If ever there was a typical pirate, Henry Avery would fit the bill. He was not aristocratic. He was not notoriously cruel. And, like so many of his kind, his career as a pirate was surprisingly short. He is not so well known today as Captain Kidd and Blackbeard, and he ended his days in obscurity, but during his lifetime he became a legend…

Henry Avery (also known as John Avery, Long Ben and Captain Bridgeman) did not conform to any of the popular images we have of pirates today. He was of middle height, rather fat, with a dissolute appearance and what was described as a jolly complexion.

The jack-pot

Cordingly then recounts (pages 34-35) how Avery and his mates mutinied and went rogue:

They re-named the ship the Fancy and sailed south. They plundered three English ships in the Cape Verde Islands, and captured two Danish ships on the west coast of Africa near the island of Principe. After rounding the Cape of Good Hope, they headed for the north-east corner of Madagascar where they dropped anchor and went ashore for much needed provisions. Avery’s plan was to intercept the ships of the pilgrim fleet which sailed every year from the Indian port of Surat across to Mocha at the mouth of the Red Sea and then up to Mecca. The fleet was almost as attractive a target for pirates as the Spanish treasure ships were for the buccaneers in the Caribbean, because merchants travelled with the pilgrims so that they could trade spices and cloth for gold and coffee. The emperor of the Mogul Empire in India, who was known as the Great Mogul, also sent his own ships with the fleet.

In September 1695 Avery was cmising off the mouth of the Red Sea in the Fancy which was now armed with forty-six guns and had a crew of 150 men. He was joined by a number of other pirate ships, including the Pearl and the Portsmouth Adventure from Rhode Island and the Amity from New York. The first ship in the pilgrim fleet to fall into the pirates’ hands was the Fath Mahmamadi, which was looted of gold and silver worth more than £50,000. A few days later Avery sighted the ship which was to make his fortune and whose capture was to create the legends. The Ganj-i-Sawai (or Gunsway as she was later called) was the largest of the ships belonging to the Great Mogul. She had forty guns and her captain, Muhammed Ibrahim, had four hundred rifles to defend her against attack, which made the ship a formidable opponent.

Avery had luck on his side. As his flotilla of pirate ships approached the Ganj-i-Sawai one of his first shots brought down the Muslim ship’s mainmast. Then one of her cannon exploded, causing carnage and confusion on deck. The fight lasted two hours, but when the pirates came alongside and boarded her they met with little resistance. The Indian historian Khafi Kahn wrote that the captain of the Ganj-i-Sawai dressed up some Turkish girls as men and urged them to light while he fled below deck and hid himself in the hold.

According to the stories which circulated afterwards, one of the Great Mogul’s daughters was on the ship, together with her attendants, a number of slave girls, and many wealthy merchants. Avery claimed that no harm was done to the women, but one of the pirate crew later confessed at his trial that ‘the most horrid barbarities’ were committed. All the evidence suggests that the pirates embarked on an orgy of rape, torture and plunder which lasted several days as the ships lay becalmed in the Arabian Sea. Huge quantities of gold and silver were looted, including 500,000 rials which, when divided among the pirates, produced at least £1,000 for every man with a full share.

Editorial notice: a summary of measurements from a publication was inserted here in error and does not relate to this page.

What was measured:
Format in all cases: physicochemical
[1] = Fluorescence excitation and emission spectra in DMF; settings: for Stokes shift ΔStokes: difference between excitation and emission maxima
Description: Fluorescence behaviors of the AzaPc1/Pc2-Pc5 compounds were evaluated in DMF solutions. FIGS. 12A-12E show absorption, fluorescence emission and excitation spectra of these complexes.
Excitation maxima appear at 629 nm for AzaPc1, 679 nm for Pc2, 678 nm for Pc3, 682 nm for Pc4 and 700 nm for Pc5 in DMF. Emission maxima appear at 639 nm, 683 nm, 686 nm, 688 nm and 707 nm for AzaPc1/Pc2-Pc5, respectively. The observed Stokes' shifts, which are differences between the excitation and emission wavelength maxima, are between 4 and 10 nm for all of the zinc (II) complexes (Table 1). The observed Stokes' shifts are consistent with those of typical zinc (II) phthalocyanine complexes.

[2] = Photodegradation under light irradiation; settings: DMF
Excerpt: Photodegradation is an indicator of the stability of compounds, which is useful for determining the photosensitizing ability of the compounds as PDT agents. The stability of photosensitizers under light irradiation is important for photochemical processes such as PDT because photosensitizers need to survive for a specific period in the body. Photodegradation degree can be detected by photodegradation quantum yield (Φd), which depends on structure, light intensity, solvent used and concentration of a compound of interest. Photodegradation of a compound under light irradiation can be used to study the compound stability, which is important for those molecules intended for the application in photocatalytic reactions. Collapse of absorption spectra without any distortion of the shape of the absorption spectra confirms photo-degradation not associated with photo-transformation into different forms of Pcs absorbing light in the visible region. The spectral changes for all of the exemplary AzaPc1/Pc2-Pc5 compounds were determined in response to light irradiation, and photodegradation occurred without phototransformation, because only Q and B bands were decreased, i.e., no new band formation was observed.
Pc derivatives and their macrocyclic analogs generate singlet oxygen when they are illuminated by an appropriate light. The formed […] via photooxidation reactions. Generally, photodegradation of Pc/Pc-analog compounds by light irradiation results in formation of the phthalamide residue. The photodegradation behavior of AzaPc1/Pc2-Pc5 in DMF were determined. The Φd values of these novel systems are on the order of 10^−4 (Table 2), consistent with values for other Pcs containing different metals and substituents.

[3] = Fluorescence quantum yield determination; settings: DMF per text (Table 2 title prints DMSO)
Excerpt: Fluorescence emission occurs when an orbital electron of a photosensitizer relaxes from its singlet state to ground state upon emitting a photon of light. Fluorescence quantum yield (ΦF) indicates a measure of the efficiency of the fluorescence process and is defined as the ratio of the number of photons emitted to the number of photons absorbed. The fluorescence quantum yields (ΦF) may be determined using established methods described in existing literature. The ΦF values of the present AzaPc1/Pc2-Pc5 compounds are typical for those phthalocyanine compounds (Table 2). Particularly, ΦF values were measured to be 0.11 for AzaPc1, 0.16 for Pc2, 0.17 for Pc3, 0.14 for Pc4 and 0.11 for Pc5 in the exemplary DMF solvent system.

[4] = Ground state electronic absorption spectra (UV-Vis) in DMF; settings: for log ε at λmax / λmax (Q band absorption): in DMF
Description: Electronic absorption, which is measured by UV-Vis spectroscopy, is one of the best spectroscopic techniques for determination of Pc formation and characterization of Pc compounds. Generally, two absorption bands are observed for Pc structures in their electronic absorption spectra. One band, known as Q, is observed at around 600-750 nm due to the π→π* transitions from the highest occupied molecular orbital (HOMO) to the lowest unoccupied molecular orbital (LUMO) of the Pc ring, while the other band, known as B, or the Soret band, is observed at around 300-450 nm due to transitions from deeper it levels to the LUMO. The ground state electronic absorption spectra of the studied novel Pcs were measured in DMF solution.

With the taking of this prize Avery wisely decided to retire from his brief career as a pirate. He abandoned the other pirate ships which had sailed with him and headed for the West Indies. He bribed the Governor of New Providence to allow his men to come ashore and presented him with his ship and £1,000 worth of ivory tusks. The pirates went their separate ways, some heading for Carolina and others for England. Six of Avery’s crew were eventually caught. In October 1696 they were tried at the Old Bailey in London, amid considerable public excitement, and sentenced to death.

An ending, happy or not?

We can be sure only that Avery disappears from factual history. As we see, Cordingly believes he returned home to Devon, and died in poverty and obscurity. That isn’t adequate for the romancers.

In 1709 a London publisher produced The life and adventures of Capt. John Avery, the famous English pirate, (rais’d from a cabbin-boy, to a King) now in possession of MadagascarThe author was named as Adrian van Broeck (another pseudonym). This would have it that Avery settled in Madagascar, and some prosperity, with the Emperor Aurangzeb’s granddaughter.

Meanwhile, the Emperor, the Great Mogul, was less happy. The diplomatic ructions Avery had caused the East India Company is another story.

He’s just a mixed-up guy, huh?

25852270.0.mFor yet another take on the very legend, try chapter 4 of Hans Turley’s Rum, Sodomy, and the Lash: Piracy, Sexuality, and Masculine Identity.

That will show how Defoe is to blame:

In Avery’s world, Defoe eroticised money and material wealth, as he does in Moll Flanders and Roxana. There is a connection between the ambiguous sexuality of the pirate and the “phallic” sexuality displaced onto jewels and money that we see in Moll Flanders and Roxana. The ability to make money outside “normal” channels of trade and inheritance — in Moll’s case, for example, her life of crime and prostitution — seems to unmoor identity from traditional sexual as well as economic definitions.

Which all seems too rich a diet for me.


1 Comment

Filed under crime, Defoe, History, Naval history, reading

One response to “The not-so-great and the not-so-good, no. 31: Captain Avery

  1. Pingback: The not-so-great and the not-so-good, no. 32: Lancelot Blackburne | Malcolm Redfellow's Home Service